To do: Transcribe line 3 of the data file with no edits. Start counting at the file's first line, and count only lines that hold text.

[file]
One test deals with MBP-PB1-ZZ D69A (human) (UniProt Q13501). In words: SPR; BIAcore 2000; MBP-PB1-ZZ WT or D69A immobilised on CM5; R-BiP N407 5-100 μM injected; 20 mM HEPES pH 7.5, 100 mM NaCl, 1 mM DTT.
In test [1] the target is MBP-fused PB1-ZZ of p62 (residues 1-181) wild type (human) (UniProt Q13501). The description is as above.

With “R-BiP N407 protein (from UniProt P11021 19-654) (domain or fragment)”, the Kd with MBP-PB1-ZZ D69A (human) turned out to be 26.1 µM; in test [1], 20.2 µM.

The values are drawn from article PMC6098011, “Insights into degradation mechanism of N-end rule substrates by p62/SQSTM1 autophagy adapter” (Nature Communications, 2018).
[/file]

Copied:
With “R-BiP N407 protein (from UniProt P11021 19-654) (domain or fragment)”, the Kd with MBP-PB1-ZZ D69A (human) turned out to be 26.1 µM; in test [1], 20.2 µM.